Hart, 29, has bounced around the league a bit since wrapping up a three-year stint with the Orioles. He has 89 innings of 3.13 ERA ball under his belt in the majors, but clubs obviously aren’t believers in his ability to sustain that kind of productivity.

    Though he has never been much of a strikeout pitcher, Hart has drawn a healthy number of groundballs (54.1%) in the big leagues and upper minors alike. The soft-tossing southpaw also has traditionally avoided too much damage at the hands of home runs, which is a nice feature in this era.

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    Connor Byrne <![CDATA[Athletics Sign Shohei Tomioka To Minors Deal]]> https://www.mlbtraderumors.com/?p=188877 2020-01-31T03:40:14Z 2020-01-31T03:40:14Z
  • The Athletics announced the signing of right-hander Shohei Tomioka to a minor league pact earlier this week. The agreement doesn’t include an invitation to major league spring training, per John Shea of the San Francisco Chronicle. The 23-year-old Tomioka is coming over from Japan, where he pitched with an independent-level team – not in the country’s top league, Nippon Professional Baseball. He owns a four-pitch repertoire and can hit 92-95 mph with his fastball, according to Shea.
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    Connor Byrne <![CDATA[Athletics Sign Ryan Court To Minors Deal]]> https://www.mlbtraderumors.com/?p=188631 2020-01-29T05:59:26Z 2020-01-29T05:59:26Z
  • The Athletics have signed utilityman Ryan Court to a minor league contract, Alex Coffey of The Athletic tweets. A 23rd-round pick of the Diamondbacks in 2011, the 31-year-old Court made his MLB debut with one of the A’s division rivals, the Mariners, last season. Court had difficulty over that 44-plate appearance showing, hitting .208/.240/.375 with 11 strikeouts. On the other hand, Court owns a much more productive .262/.355/.423 line in 1,187 PA at the Triple-A level, where he has seen action with the M’s, Red Sox and Cubs organizations dating back to 2016.
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    Connor Byrne <![CDATA[Red Sox Reportedly Interested In Mark Kotsay]]> https://www.mlbtraderumors.com/?p=188625 2020-01-29T03:20:30Z 2020-01-29T03:20:10Z Already a candidate for the Astros’ managerial vacancy – a position that might not go unfilled for much longer – Athletics quality control coach Mark Kotsay could also be on Boston’s radar. He’s “believed” to be in the running to replace ousted Red Sox manager Alex Cora, according to Chris Cotillo of MassLive.com. However, it’s unclear whether the Red Sox have interviewed Kotsay yet, Cotillo adds.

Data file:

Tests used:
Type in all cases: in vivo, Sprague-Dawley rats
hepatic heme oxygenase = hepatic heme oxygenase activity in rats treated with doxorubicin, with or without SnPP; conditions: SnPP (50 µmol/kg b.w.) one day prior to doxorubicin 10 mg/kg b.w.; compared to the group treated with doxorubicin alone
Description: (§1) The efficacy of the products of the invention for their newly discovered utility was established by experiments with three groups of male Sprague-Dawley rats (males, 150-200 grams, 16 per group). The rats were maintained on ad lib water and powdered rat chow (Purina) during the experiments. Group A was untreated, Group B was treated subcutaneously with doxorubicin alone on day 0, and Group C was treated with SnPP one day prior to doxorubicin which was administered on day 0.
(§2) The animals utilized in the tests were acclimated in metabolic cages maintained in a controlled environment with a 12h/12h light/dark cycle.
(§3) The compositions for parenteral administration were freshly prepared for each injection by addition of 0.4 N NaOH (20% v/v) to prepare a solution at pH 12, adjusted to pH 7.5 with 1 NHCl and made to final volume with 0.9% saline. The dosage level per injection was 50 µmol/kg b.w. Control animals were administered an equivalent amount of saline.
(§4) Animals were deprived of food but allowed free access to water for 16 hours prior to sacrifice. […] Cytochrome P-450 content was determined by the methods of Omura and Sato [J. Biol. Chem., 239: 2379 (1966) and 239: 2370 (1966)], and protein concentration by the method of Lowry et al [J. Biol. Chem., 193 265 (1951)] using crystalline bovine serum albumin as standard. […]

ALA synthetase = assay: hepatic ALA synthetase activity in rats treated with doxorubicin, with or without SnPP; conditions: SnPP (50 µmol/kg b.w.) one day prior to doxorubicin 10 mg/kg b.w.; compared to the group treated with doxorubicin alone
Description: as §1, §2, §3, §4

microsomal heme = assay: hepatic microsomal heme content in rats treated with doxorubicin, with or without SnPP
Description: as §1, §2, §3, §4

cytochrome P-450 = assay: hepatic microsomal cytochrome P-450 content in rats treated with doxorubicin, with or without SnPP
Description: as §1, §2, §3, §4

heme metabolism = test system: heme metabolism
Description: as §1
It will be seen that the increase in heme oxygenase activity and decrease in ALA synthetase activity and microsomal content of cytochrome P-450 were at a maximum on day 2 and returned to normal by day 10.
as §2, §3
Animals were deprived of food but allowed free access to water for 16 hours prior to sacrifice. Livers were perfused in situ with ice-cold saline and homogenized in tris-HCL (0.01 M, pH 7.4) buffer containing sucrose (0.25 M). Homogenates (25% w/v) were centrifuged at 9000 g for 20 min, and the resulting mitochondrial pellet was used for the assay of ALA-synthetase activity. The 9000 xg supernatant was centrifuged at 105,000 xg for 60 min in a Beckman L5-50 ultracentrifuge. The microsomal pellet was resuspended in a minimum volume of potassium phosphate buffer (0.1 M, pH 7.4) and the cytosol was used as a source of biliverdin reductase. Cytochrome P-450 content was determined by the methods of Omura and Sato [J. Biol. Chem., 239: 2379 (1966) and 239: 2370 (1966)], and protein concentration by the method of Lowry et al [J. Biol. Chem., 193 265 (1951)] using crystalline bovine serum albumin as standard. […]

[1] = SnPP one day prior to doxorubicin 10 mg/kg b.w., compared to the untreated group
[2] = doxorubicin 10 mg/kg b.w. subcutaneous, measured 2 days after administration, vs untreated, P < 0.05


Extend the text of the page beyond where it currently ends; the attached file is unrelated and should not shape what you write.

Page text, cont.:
There doesn’t appear to be a clear front-runner yet to succeed Cora, one of three managers who lost his job this month as a result of the Astros’ 2017 sign-stealing scandal. For his part, Kotsay has never managed before, but the 44-year-old former outfielder and ex-member of the Red Sox has garnered front office and coaching experience since his playing days ended in 2013. And he has been a popular managerial candidate over the past several months, having drawn serious interest from the Giants and Pirates before they went in other directions back in the fall.

    Once San Francisco and Pittsburgh chose their next managers, it looked as if Kotsay would have to wait at least another year to become a big league skipper. However, with Houston’s transgressions having shaken up the managerial ranks this month, Kotsay has re-emerged on the radar.

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    Jeff Todd <![CDATA[Athletics Optimistic About Stadium Project]]> https://www.mlbtraderumors.com/?p=188393 2020-01-27T12:41:15Z 2020-01-27T12:41:15Z The Athletics are expressing quite a lot of optimism regarding the team’s longstanding efforts to secure a new ballpark. President Dave Kaval says that he anticipates final approval to proceed with construction this summer, as Susan Slusser of the San Francisco Chronicle tweets.

    Over the years, the twists and turns in the stadium-building process have been many. So much so that it’s tough to presume that new obstacles won’t arise. Kaval is obviously well aware of the past history, which makes his seemingly unfettered anticipation all the more noteworthy.

    The Athletics president says that it’s time to “get the shovels ready.” But the precise timeline isn’t yet clear. It seems that the hope is for a final go-ahead to be secured within the next six months. Where things go from there remain to be seen.

    For reference, the Rangers are set to open their new facility this year after announcing (already largely finalized) plans in May of 2016. The Braves’ clandestine stadium deal was announced in November of 2013, with ground breaking less than a year later and the park coming online for the 2017 campaign.

    The Athletics’ new ballpark will be situated on the waterfront in Oakland’s Howard Terminal. But the complex arrangement also involves a redevelopment of the existing Coliseum site. Major roadblocks involving the land deal had arisen, but were sorted out late last year.